To reach the 187 votes required for victory in the next round, Heseltine needs to attract new support and he has been making appeals to Thatcherites now left without a standard bearer. Last night he appeared before the No Turning Back group, a band of right-wing legislators, and told them that his own political philosophy, which he termed "no holding back," was similar to Thatcher's.

In personal style if not ideology, Heseltine is the most Thatcher-like of the candidates. But many loyalists say they will never support him after he took the lead role in forcing Thatcher's resignation.

"The people who will unite the party are those who supported the prime minister until she stepped down, not those who wounded her," said Ann Widdicombe, a Thatcherite lawmaker.

Heseltine's campaign managers claimed they had 40 new pledges of support by this afternoon. But it is generally believed that Heseltine needs to wrap up the contest in the next round or face defeat in a third ballot next Thursday.

In that final round, voters will list a second choice, and the votes of the third-place candidate automatically will be transferred to that choice. Because Hurd and Major are cabinet colleagues, most analysts expect that supporters of each are likely to name the other as their second choice and propel one of them to victory over Heseltine in the third round.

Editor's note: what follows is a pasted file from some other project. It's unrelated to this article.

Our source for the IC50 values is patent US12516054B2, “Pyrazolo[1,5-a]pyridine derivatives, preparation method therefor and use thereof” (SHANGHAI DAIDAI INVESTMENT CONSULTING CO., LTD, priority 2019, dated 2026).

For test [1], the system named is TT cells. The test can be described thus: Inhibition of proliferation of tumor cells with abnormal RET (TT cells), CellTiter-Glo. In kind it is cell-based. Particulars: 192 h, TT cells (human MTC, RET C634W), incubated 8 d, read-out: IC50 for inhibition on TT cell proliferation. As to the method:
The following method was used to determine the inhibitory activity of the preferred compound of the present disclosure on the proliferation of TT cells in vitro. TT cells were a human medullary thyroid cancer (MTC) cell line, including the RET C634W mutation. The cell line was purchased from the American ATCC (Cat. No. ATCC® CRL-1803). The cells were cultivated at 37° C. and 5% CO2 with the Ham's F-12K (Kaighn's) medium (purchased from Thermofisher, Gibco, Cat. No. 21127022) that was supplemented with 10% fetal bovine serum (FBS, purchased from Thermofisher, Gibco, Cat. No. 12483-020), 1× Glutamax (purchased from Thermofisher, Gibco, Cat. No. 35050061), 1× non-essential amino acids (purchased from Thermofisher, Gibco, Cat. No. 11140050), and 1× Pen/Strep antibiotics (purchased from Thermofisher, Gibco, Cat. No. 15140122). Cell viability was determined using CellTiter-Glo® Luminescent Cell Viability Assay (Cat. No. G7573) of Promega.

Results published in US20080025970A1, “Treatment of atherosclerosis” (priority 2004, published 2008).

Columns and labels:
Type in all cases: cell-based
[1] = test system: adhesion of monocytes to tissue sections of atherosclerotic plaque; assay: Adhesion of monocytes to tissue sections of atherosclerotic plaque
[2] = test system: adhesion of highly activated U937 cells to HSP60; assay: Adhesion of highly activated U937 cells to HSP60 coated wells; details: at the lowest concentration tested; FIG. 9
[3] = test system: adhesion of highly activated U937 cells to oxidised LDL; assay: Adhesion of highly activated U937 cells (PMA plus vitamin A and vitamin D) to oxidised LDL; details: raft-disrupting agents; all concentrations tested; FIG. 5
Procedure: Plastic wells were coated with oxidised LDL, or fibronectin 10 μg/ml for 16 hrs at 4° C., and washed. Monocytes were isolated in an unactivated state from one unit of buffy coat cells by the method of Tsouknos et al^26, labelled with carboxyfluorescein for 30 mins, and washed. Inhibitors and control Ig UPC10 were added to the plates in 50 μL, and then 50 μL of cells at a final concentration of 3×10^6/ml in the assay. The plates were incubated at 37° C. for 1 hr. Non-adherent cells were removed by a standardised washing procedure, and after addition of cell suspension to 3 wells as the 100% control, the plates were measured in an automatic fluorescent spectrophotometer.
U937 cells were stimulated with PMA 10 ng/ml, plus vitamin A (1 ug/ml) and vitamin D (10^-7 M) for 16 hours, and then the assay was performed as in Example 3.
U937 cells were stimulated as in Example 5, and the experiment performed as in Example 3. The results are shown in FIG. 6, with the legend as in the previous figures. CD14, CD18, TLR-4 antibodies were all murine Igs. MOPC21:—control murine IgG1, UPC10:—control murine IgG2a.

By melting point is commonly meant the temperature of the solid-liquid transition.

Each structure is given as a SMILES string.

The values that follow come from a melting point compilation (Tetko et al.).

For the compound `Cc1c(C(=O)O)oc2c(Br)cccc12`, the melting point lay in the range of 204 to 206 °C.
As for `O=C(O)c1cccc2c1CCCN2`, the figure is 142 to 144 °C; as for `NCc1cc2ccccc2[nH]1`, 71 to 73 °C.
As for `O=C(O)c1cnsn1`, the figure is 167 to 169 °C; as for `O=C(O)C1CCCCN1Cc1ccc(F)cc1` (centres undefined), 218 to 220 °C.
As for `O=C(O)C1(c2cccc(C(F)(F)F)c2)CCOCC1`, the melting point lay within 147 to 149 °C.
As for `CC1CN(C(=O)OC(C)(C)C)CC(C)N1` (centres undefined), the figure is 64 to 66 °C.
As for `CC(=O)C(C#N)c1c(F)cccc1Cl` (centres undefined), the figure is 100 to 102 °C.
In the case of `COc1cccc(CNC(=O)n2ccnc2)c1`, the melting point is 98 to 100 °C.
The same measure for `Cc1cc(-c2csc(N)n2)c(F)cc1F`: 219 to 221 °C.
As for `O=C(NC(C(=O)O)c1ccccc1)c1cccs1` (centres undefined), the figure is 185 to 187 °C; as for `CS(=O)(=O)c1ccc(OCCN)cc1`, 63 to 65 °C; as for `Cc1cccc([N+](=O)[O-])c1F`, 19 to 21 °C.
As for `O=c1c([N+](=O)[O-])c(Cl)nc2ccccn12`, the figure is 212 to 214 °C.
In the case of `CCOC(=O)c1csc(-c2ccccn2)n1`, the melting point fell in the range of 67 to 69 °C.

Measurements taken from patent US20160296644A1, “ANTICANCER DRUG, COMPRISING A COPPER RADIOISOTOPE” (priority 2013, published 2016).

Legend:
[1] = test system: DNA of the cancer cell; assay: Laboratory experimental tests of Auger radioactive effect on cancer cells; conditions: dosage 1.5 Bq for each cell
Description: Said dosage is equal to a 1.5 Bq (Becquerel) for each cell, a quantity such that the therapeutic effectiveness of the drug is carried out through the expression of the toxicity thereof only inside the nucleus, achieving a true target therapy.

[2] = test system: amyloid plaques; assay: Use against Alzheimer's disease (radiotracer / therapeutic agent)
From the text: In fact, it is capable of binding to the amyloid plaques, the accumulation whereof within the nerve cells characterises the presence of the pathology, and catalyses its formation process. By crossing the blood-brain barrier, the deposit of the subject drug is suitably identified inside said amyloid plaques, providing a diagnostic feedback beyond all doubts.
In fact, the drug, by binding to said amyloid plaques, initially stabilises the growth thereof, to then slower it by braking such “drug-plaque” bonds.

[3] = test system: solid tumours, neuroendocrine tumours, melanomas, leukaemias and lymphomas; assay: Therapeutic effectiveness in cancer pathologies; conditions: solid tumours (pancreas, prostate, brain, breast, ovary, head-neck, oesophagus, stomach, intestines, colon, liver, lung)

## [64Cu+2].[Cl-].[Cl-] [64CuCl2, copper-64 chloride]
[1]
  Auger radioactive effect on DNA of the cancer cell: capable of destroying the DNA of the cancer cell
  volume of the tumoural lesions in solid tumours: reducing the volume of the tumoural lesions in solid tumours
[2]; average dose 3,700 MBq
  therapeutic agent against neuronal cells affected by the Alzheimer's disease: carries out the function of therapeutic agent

But the other candidates must overcome perceived liabilities.

Major, who left high school at 16 and once collected unemployment benefits, has the advantage of working class origins. But he has been a cabinet member for less than four years and has little foreign policy experience. His wife, Norma, has expressed chagrin that Major has seldom had time for his family since he became chancellor last year.

Hurd is a white-haired patrician from the party's old establishment wing, which is held in little esteem by iconoclastic Thatcherites.

While the three rivals struggled to succeed her, aides said Thatcher spent a quiet day at Downing Street, where she started packing her personal belongings and mementos.

She also received a phone call from California from former president Reagan, one of her closest allies during her tenure in office.

Thatcher is not expected to endorse any candidate publicly, but many supporters say she will vote for Major, her former protege.